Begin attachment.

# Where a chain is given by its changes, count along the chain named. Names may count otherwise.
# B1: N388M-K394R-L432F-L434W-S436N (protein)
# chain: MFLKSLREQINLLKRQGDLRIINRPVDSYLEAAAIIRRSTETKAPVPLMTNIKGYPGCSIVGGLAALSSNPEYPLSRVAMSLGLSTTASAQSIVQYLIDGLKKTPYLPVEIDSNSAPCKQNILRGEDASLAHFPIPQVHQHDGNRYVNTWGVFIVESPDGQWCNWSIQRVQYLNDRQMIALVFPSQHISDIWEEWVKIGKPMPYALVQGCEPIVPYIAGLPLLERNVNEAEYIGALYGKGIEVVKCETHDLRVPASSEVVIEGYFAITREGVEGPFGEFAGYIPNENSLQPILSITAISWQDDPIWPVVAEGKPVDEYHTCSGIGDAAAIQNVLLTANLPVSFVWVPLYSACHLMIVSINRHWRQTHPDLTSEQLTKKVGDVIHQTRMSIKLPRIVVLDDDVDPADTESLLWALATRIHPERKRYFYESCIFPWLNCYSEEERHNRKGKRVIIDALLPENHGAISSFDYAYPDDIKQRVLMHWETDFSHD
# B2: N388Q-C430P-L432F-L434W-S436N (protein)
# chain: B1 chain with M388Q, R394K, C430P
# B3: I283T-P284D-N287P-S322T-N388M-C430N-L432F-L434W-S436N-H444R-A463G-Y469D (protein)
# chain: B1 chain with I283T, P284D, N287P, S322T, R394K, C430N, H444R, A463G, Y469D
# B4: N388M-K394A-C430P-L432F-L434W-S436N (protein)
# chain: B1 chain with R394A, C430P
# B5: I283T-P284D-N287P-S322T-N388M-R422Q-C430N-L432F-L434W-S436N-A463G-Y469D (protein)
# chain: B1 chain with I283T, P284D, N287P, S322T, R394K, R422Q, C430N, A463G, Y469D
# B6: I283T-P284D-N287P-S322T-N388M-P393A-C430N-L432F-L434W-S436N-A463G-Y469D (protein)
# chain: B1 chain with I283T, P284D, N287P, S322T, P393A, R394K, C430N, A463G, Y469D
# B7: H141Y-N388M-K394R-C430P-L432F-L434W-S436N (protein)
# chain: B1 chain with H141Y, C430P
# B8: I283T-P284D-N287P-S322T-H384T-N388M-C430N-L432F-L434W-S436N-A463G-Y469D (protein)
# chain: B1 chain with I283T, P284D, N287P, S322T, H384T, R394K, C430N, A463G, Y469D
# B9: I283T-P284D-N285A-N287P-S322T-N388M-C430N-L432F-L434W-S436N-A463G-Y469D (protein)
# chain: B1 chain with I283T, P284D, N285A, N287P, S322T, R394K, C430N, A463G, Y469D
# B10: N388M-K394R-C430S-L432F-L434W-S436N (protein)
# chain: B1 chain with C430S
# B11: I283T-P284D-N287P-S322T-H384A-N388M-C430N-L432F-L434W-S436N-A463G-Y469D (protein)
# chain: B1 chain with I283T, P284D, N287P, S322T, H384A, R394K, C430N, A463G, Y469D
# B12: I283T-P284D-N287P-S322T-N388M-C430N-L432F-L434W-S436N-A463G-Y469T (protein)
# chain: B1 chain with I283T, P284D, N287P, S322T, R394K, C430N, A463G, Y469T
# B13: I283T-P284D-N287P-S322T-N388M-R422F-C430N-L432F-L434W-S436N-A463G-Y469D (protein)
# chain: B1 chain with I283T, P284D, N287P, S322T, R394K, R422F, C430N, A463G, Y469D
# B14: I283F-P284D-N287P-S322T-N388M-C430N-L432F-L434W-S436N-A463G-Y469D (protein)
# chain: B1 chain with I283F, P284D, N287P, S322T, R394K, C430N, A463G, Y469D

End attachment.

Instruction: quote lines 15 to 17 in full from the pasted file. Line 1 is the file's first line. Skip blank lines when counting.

# chain: B1 chain with H141Y, C430P
# B8: I283T-P284D-N287P-S322T-H384T-N388M-C430N-L432F-L434W-S436N-A463G-Y469D (protein)
# chain: B1 chain with I283T, P284D, N287P, S322T, H384T, R394K, C430N, A463G, Y469D